The short course will take place over two mornings on May 5th and May 12th. Running from 09.30am to 12.30.

You can see more of the course detail on this University web page, including fees.

You can book on-line on the University’s Short Course Booking page here.

Jennifer and Sue’s call to action still holds good. The call for course attendees above at the University of Hertfordshire could be just the impetus needed to help carry forward the good work of the Unleashing Potential conference. Coagulating interest into a new project committee?

Read our original article here. Come on the Fellowship…can we hold another event in the region?



Unleashing Potential – Crucial Beginnings


Jenny King FRSA opens proceedings…

(A year has passed since the 2014 World Autism Day. We suspect that the clarity and depth of knowledge about  neuro-diversity still has a continuing development need across all our communities.

We publish below a review article of an event at the University of Hertfordshire, held a year ago. Jenny King FRSA ends the piece with a call for action – an opportunity to repeat and expand the work that was started at  this well attended and well received regional event.

If the filmic evidence and the narrative below inspire you to engage and help, do make contact with Jenny  and offer support for this important project…Ed.)


A review of an evening forum for local professionals in Health and Education held at the University of Hertfordshire April 2 2014, World Autism Day.

Aims in 2014:

  • To raise awareness of the talents and needs of high functioning neuro-diverse young children.

To clarify:

a) the best pathway to early diagnosis and

b) the most appropriate intervention from families and educators to maximise strengths and minimise challenging behaviour.

Objectives one year on in 2015:

  • To encourage Fellows to “roll out” similar events across the Country.

This unique Forum hosted by the University of Hertfordshire and the Royal Society of Arts, provided qualified practitioners in Health and Education an opportunity hear first hand information on young, high functioning neuro-diverse children and their traits and behavioural challenges. The aim was to facilitate conversation  on the need to recognise the potential in the children’s often exceptional talents, and focus on their needs. The chief of these to try to clarify a pathway to early diagnosis and consequent support.

Two hundred and fifty representatives from health and education were invited: GPs Paediatricians, Health Visitors, Clinical and Educational Psychologists, Occupational Therapists, Headteachers, SENcos – Nursery and Early years Managers, Family Support Workers, Counsellors, HomeStart, and support groups working specificially for Neuro-Diverse children, including members of the Hertfordshire County Council and East and North Hertfordshire NHS Trust.

Two Fellows of the RSA, Jenny King and Sue Hind Woodward, put together this event after sharing a conversation at an RSA East Herts function dinner at Hatfield House about their concerns for the lack of recognition and support for the majority of young, high functioning neuro-diverse children. Those whose extraordinary gifts and talents could ultimately change the world, but whose extreme behavioural challenges prevented their recognition and progress.

Following the best tradition of the origins of the RSA in the coffeehouses in London in the 1700s, Sue and Jenny progressed their discussions at a Costa Coffee shop at a service station on the A1(!), halfway for both, against the clamour of travellers and fruit machines etc. Not quite the same cerebral atmosphere but nonetheless the idea was developed and they parted bent on growing their conversation to reach the people who could make a difference. Sue coined the phrase “Unleashing Potential – Crucial Beginnings” which encapsulated their aims.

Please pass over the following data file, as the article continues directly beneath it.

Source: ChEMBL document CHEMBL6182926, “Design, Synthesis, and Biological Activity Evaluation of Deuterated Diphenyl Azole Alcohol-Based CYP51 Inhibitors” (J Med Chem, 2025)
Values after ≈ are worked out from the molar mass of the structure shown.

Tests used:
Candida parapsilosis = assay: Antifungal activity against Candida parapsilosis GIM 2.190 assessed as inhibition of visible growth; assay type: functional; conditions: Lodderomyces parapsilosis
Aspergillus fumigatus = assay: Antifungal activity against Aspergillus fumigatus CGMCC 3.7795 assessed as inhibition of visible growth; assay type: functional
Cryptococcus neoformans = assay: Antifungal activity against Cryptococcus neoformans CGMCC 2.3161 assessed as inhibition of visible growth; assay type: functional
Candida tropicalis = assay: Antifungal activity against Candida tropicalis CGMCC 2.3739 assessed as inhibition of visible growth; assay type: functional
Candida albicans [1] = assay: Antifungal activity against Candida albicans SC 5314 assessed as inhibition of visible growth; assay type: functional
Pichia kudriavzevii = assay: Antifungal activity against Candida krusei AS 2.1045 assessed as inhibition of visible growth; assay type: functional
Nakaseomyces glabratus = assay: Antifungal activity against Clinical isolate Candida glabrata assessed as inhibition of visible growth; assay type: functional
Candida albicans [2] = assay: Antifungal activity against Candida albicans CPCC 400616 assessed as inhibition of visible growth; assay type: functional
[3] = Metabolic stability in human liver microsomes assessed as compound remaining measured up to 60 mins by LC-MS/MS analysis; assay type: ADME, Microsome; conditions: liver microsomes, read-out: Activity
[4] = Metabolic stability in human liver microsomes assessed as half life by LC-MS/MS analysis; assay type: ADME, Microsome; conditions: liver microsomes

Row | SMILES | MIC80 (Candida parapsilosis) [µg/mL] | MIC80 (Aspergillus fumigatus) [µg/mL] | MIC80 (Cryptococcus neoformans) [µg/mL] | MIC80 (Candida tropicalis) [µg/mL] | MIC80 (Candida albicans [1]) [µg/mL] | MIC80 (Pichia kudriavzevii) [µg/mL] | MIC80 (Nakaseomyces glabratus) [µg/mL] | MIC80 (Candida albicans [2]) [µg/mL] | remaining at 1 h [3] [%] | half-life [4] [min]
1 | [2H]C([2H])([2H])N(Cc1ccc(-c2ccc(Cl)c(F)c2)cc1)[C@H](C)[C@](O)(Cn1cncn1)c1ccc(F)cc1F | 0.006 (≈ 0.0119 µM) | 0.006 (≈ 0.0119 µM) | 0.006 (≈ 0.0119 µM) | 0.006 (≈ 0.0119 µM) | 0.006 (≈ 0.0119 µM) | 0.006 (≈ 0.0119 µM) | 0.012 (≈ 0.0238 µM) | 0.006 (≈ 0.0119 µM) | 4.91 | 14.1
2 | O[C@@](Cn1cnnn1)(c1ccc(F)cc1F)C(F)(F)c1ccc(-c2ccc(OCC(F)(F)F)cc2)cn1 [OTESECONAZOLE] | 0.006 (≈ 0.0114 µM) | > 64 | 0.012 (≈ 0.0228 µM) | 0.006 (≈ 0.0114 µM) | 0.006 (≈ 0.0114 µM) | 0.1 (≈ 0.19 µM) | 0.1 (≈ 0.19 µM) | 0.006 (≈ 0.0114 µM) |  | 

Some research prior to the event showed that primarily there seemed to be a lack of knowledge of the traits of neuro-diversity e.g. Autistic Spectrum, ADHD, Dyslexia, Dyspraxia, Bipolar and related difficulties. In particular even when the traits had been identified there was no clear route forwards to diagnosis. Getting help was a frustrating performance for parents trying to demonstrate that their child was challenging for a reason unconnected to their upbringing. Delays were up to two years for a first appointment with an NHS specialist.

Looking into the situation more closely it appeared that some GPs were unfamiliar with the traits of neuro-diversity and did not know where to start with a referral. Health Visitors, possibly with more involvement supporting low-functioning children with behavioural problems, tended to direct parents towards family counselling which implied failure in parental terms. Family Counsellors visited were often equally unsure about further diagnosis for the child. Some schools, already frustrated by the challenging behaviours exhibited by neuro-diverse children, were not always sympathetic and were not well informed about traits, or how to address the difficulties experienced, and the routes to follow for help.

With these discoveries, Sue and Jenny met with Lyn Bhania Senior Tutor in Education who takes a focus on Special Needs at The University of Hertfordshire. Lyn and her colleague Lewis Stockwell were invaluable in offering advice and support for the function and facilitating this at the University. Once the evening’s format was established, Jo Massie at the RSA proved invaluable in helping with administration, managing Eventbrite for ticketing etc.

Contacts were made and eminent Speakers invited on the topic, and a panel of experts to take Q & A. The University helped with their contact lists and specially designed invitations went by snail mail and email across the county. It was decided not to include parents of neuro-diverse children as owing to their frustrations and difficulties this could have brought controversy to a proceeding aimed at bridge building. Thus the event was strictly for professionals. However two of the main Speakers each had an autistic child, so parents were represented. Jenny King FRSA (a retired Headteacher with a specific interest in neuro-diversity) introduced the event with its aims and objectives.